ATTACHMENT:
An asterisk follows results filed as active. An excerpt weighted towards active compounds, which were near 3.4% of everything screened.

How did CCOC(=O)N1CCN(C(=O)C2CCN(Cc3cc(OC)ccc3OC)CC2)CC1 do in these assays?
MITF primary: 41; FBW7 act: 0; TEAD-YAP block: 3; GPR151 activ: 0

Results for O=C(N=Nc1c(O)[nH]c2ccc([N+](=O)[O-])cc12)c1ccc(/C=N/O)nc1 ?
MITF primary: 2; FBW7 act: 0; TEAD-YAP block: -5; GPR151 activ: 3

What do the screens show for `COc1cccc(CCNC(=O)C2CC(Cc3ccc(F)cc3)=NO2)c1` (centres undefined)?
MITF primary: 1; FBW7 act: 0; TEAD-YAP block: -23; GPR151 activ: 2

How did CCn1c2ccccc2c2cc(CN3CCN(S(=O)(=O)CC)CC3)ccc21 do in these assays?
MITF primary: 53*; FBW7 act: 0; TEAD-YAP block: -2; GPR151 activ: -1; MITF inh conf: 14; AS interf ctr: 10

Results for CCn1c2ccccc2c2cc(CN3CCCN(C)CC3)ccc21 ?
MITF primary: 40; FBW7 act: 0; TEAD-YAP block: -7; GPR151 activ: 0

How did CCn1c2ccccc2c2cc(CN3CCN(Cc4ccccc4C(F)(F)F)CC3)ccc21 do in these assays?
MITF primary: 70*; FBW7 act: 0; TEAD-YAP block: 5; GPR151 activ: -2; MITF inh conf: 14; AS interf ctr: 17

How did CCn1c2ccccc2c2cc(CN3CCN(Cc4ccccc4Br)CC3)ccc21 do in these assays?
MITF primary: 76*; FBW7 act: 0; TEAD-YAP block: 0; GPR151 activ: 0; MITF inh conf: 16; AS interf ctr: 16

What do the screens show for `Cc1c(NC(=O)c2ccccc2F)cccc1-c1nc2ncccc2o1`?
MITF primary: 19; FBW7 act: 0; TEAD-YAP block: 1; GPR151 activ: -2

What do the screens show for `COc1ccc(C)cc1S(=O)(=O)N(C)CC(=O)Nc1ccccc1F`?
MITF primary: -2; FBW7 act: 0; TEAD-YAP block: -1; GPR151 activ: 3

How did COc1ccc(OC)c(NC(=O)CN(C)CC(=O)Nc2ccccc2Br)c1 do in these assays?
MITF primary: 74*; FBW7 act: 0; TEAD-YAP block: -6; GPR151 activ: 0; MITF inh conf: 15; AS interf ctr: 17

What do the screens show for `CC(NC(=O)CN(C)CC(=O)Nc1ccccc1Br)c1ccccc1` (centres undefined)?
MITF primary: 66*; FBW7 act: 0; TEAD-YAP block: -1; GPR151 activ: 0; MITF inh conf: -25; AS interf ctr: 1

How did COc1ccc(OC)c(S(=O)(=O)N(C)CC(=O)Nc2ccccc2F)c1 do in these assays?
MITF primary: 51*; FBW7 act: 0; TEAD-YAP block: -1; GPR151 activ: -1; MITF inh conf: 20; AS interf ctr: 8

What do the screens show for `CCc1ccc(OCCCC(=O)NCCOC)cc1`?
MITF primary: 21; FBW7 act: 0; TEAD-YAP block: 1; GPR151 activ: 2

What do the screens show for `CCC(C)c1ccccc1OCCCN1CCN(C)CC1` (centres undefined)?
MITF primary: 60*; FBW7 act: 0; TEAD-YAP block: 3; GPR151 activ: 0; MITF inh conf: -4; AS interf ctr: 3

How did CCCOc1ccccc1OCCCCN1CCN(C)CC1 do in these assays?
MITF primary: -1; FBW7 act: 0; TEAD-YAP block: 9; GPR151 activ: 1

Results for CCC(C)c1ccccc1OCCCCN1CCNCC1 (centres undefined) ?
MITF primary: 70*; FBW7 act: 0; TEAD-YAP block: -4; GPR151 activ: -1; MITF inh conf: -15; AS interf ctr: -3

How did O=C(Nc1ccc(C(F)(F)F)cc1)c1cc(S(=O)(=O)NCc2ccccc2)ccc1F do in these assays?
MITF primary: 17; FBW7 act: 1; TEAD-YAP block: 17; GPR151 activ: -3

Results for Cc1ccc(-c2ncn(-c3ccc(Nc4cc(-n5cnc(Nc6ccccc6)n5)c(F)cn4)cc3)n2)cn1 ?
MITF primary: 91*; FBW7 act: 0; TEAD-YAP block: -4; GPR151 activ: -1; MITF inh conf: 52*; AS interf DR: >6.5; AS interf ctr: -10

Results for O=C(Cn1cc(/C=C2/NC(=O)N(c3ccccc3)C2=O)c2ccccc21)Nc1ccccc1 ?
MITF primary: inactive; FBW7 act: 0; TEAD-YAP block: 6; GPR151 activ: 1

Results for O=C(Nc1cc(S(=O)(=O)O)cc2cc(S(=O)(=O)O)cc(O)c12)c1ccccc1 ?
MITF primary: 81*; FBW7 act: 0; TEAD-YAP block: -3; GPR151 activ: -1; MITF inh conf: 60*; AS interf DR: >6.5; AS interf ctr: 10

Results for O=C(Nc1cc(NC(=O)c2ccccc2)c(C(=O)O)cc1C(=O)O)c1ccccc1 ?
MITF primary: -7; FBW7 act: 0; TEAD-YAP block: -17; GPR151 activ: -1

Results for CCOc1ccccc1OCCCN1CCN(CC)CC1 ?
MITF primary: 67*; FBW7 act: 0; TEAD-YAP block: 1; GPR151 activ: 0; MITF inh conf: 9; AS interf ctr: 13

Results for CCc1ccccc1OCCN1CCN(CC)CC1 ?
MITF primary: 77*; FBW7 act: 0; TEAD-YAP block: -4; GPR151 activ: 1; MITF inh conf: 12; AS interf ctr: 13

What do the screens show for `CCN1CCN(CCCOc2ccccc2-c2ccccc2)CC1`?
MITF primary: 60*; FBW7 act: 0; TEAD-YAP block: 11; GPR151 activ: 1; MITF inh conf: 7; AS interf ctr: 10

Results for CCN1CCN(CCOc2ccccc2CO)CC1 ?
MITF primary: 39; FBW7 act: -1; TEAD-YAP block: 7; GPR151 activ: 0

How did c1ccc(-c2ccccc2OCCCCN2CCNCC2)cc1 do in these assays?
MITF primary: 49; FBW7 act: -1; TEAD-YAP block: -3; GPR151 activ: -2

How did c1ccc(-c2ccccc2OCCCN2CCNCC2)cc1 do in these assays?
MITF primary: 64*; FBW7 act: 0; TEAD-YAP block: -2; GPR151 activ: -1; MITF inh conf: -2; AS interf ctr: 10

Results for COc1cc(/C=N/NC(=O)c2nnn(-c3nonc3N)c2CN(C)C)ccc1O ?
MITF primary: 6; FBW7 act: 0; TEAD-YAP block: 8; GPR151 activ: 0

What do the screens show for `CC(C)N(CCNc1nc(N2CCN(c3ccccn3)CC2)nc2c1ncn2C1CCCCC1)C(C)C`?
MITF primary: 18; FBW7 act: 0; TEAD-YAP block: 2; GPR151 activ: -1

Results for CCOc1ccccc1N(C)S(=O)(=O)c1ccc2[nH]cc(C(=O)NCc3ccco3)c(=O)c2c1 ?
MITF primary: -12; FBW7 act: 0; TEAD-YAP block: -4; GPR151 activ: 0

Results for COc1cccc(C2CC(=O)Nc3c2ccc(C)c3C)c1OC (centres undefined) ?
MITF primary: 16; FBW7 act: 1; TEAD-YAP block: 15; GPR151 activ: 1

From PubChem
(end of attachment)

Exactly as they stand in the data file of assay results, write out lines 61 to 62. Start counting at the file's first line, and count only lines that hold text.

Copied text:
MITF primary: -12; FBW7 act: 0; TEAD-YAP block: -4; GPR151 activ: 0

Results for COc1cccc(C2CC(=O)Nc3c2ccc(C)c3C)c1OC (centres undefined) ?